• Male dogs that are neutered live 18% longer than their unfixed counterparts.
  • Female dogs that are spayed live 23% longer than their un-spayed counterparts.
Keep Regular Vet visits
  • There are 2 staggeringly sad elements when it comes to veterinarian visits. The 1st is the sheer number of dog owners who do not bring their pet to the vet unless there is a serious issue. Many dogs have met an earlier death simply because an issue was not caught in the early stages when medical intervention would have saved the dog’s life.
  • The other element is owners who hem and haw, unsure about what to do when their dog is ailing, injured or showing signs that something is wrong. When you take on the responsibility of having a dog, this means that you bring in a new family member – certainly a family member that deserves to be seen by a medical professional when there is a problem.
  • Arrange for yearly visits, keep up with follow-up visits and bring your Poodle puppy or dog to the vet (or at least call) if you have any doubts regarding his or her health.
  • If a vet does not seem to be running enough tests for a particular issue, if you feel that he/she does not do a good job of explaining issues or if you feel in any way that your Poodle would benefit from a different veterinarian, do not hesitate to obtain a second opinion or to change vets. Following these guidelines will certainly improve your Poodle’s life expectancy.
Prevent Trauma
  • Since the study conducted by the University of Georgia (spanning 20 years) found trauma to be among the top 3 leading causes of death for Poodles of all sizes, taking steps to prevent accidents is a must.
  • Whether your older dog has never run away or your puppy appears to want to stay close, please do not take any chances. ANY time that your Poodle is outside the house without being in a safe, enclosure, he/she should be on leash. There should never be an exception. In addition, all members of the household – especially young children – should be taught how to properly handle a puppy and these lessons should be repeated often.
  • Owners need to always be aware that a dog can swiftly move in their walking path and that even well trained dogs will have times of being curious and try to reach unsafe areas. Finally, being extra attentive when crossing the street with your Poodle or puppy or dog will go far in helping to prevent this avoidable cause of death that leads to so many Poodles to die at a young age.
Help avoid Bloat
  • Those with Standard Poodles will know the dangers of bloat (which is the 2nd leading cause of death for all large breeds and a deep concern for the Standard Poodle breed). Owners understand the importance of proper feeding, how to time exercise and so forth.
  • However, a professor of genetics at the University of Ottawa believed that bloat was caused by a dominant gene and came to the conclusion that 50% of Standard Poodles that had 1 parent that experienced bloat, would themselves develop this often fatal condition. More research must be done in this regard, however owners are wise to always follow feeding & exercise recommendations, as well as remain diligent in regard to noticing any potential early warning signs.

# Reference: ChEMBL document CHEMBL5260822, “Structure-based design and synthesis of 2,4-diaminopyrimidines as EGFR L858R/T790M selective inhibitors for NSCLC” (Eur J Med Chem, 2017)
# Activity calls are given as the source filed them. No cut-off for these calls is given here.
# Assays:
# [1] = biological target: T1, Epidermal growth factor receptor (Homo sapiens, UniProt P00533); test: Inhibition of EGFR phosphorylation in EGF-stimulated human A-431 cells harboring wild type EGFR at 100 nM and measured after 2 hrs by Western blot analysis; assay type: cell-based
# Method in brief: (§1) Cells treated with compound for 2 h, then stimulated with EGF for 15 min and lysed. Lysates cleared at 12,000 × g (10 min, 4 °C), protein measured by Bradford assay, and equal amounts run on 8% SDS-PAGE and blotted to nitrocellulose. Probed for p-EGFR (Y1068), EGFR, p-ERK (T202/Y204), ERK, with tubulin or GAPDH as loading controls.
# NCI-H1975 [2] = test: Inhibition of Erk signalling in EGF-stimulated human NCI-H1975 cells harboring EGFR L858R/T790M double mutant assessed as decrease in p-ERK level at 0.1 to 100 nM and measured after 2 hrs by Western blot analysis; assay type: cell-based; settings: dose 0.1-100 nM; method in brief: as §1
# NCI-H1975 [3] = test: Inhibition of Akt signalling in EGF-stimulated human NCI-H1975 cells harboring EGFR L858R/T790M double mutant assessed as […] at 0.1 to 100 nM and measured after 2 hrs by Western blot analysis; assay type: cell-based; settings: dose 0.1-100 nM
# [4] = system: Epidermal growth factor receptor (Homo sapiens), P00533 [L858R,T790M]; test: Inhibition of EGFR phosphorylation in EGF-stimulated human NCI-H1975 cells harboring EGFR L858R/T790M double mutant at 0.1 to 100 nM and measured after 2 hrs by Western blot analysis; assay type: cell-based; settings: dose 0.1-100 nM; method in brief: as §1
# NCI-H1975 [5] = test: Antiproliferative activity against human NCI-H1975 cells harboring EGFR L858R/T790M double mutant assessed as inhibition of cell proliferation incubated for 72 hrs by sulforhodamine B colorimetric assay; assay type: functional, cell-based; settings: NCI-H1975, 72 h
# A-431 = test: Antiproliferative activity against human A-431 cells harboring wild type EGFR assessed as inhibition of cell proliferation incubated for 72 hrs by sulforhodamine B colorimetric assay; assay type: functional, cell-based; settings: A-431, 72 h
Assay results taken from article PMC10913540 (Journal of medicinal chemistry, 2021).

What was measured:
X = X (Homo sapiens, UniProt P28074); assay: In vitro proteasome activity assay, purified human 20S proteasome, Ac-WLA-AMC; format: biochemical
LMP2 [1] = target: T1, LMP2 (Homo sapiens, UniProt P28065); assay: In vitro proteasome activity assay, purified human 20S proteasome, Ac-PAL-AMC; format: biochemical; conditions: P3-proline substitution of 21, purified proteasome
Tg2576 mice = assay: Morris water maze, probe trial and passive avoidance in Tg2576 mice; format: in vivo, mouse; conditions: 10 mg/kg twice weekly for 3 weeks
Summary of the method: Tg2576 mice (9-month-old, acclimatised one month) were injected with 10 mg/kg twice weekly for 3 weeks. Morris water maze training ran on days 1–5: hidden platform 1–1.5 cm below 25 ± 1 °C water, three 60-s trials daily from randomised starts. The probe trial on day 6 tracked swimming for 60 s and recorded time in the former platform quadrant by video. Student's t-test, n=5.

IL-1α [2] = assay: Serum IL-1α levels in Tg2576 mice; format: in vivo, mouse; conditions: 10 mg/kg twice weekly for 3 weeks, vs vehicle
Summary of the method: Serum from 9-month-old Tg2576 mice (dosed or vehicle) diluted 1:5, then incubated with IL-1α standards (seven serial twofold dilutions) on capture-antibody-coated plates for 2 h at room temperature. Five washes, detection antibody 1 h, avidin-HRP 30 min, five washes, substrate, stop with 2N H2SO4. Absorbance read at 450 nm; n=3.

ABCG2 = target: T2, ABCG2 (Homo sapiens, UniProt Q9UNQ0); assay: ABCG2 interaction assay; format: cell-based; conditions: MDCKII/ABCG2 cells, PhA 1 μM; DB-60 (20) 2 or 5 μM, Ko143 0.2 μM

Treats & Bones

Of course you want to spoil your Poodle, but don’t let treats cut his lifespan short! Your dog should not eat large quantities of treats. A high-quality, nutritious dog food should be the majority of his food intake, and any treats should only be a small addition. Many store-bought dog treats contain flour, preservatives, fillers and even sugar! Keep treats reserved for special occasions only.

Many bones are not safe for dogs either. They can splinter and get lodged in their throats. You should not give rawhides, chicken bones or deer antlers to your Poodle to avoid them getting stuck in his throat or intestines.

When Is it Time to Let Go of an Ailing Poodle?

Approximately 25% of dogs die peacefully in their sleep; this means that for a large portion of the other 75%, owners will need to make an ‘end of life” decision.
This is by no means an easy decision and it is at this time that it is suggested to look at quality of life. When an older, ailing dog is having difficulty breathing or is in near constant pain and medical intervention is unable to help, a brave owner will agree to take on the pain of losing his/her dog to allow the animal to be free from suffering.

Poodles are a rather healthy breed. Depending on your Poodles size, his lifespan will reach from 12 years for Standard Poodles up to 16 years for Toy Poodles. Most Poodles will eventually die from cancer or heart disease. While you cannot prevent this, regular vet checks and a healthy lifestyle will go a long way to increasing the length of your Poodle’s life.

Life expectancy is partially determined by genetics as well. If you got your Poodle from a breeder, ask them how long his relatives lived to get an idea of your dog’s life expectancy.

Edward Hollon is an avid dog lover and writer, knowing all there is to know about our furry friends. Edward has been writing for petdii for three years now, wanting to use her knowledge for good and share everything she can with new dog owners. Edward has two dogs herself - a German shepherd called Banjo and a chocolate labrador called Buttons. Edward knows more than anyone how adjusting to new life with a puppy can turn your life upside down, and she wants to ease some of the burdens through her articles.